From the 1990 Law On the Citizenship of the Ussr To the Citizenship Laws of the Successor Republics (Part I)

From the 1990 Law On the Citizenship of the Ussr To the Citizenship Laws of the Successor... 1 FROM THE 1990 LAW ON THE CITIZENSHIP OF THE USSR TO THE CITIZENSHIP LAWS OF THE SUCCESSOR REPUBLICS (PART I)* GEORGE GINSBURGS Of the Editorial Board With the demise of the USSR,-its heirs face the difficult task of setting the technical criteria governing membership in the respective national constituencies. Sorting out who will henceforth "belong" to whom runs into a host of problems that involve not only legal considerations, but also such primal (and volatile) concerns as ethnic affiliation, cultur- al affinity, minority entitlements, and human rights. The process of devising viable answers to these messy questions is bound to be long and hard and how well the job is going to get done is by no means certain at this point. It is clear, however, that anyone working on this assignment on the premises that once constituted the Soviet Union will have to pay atten- tion to the provisions of the last federal bid to "codify" this branch of the law - the 1990 citizenship statute of the USSR - for reasons that are fairly obvious. First, that piece of legislation summed up the state of affairs in this precinct up till then and offers a http://www.deepdyve.com/assets/images/DeepDyve-Logo-lg.png Review of Central and East European Law Brill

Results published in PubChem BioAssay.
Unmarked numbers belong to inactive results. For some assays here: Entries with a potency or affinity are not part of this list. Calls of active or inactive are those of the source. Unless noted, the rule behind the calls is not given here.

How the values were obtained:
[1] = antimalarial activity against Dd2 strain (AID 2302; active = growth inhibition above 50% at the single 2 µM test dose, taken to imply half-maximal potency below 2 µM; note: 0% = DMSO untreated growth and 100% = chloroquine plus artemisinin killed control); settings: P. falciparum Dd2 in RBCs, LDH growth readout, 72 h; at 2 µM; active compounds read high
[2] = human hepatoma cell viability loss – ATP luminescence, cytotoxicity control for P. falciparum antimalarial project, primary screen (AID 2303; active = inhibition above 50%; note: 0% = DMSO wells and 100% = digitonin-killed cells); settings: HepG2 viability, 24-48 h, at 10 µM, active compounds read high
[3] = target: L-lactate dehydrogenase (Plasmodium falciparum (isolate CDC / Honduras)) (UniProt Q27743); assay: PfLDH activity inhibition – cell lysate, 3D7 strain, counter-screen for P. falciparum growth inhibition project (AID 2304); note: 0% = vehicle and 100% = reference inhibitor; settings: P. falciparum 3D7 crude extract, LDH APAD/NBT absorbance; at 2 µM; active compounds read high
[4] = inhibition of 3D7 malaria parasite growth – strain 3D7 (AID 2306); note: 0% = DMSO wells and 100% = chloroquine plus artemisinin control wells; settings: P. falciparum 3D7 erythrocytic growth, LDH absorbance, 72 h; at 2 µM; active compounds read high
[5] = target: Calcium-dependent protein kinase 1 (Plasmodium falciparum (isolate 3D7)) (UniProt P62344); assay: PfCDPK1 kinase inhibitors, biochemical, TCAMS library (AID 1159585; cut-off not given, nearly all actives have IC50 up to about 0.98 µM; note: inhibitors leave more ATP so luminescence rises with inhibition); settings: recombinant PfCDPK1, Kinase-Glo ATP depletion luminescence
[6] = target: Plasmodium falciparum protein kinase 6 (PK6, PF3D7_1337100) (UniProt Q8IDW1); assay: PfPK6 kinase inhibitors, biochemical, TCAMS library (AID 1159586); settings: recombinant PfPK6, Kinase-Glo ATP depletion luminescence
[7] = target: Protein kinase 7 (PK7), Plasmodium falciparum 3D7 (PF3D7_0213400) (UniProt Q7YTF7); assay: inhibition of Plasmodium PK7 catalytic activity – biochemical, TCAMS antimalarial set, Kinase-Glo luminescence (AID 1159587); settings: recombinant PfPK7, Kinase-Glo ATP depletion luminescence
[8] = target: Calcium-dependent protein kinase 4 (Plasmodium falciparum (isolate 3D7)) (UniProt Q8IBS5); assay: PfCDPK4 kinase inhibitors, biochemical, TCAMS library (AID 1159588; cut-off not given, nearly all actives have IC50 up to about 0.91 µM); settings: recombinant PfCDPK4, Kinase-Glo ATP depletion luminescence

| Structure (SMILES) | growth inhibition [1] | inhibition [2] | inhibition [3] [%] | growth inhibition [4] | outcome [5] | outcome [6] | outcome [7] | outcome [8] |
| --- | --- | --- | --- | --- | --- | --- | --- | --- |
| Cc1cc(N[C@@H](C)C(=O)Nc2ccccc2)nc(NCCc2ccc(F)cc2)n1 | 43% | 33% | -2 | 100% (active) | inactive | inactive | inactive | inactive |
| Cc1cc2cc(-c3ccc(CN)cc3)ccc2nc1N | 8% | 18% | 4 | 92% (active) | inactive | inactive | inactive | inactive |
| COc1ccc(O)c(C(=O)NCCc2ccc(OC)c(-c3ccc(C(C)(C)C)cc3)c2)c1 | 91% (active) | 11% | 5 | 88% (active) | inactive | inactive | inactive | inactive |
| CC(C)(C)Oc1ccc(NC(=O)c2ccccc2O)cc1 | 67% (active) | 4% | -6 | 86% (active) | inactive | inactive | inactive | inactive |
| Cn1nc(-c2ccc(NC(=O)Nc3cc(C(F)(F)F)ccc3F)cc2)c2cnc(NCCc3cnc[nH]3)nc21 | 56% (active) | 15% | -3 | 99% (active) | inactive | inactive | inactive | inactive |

From the 1990 Law On the Citizenship of the Ussr To the Citizenship Laws of the Successor Republics (Part I)

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Publisher
Brill
Copyright
© 1992 Koninklijke Brill NV, Leiden, The Netherlands
ISSN
0925-9880
eISSN
1573-0352
DOI
10.1163/157303592X00014
Publisher site
See Article on Publisher Site

Abstract

1 FROM THE 1990 LAW ON THE CITIZENSHIP OF THE USSR TO THE CITIZENSHIP LAWS OF THE SUCCESSOR REPUBLICS (PART I)* GEORGE GINSBURGS Of the Editorial Board With the demise of the USSR,-its heirs face the difficult task of setting the technical criteria governing membership in the respective national constituencies. Sorting out who will henceforth "belong" to whom runs into a host of problems that involve not only legal considerations, but also such primal (and volatile) concerns as ethnic affiliation, cultur- al affinity, minority entitlements, and human rights. The process of devising viable answers to these messy questions is bound to be long and hard and how well the job is going to get done is by no means certain at this point. It is clear, however, that anyone working on this assignment on the premises that once constituted the Soviet Union will have to pay atten- tion to the provisions of the last federal bid to "codify" this branch of the law - the 1990 citizenship statute of the USSR - for reasons that are fairly obvious. First, that piece of legislation summed up the state of affairs in this precinct up till then and offers a

Journal

Review of Central and East European LawBrill

Published: Jan 1, 1992

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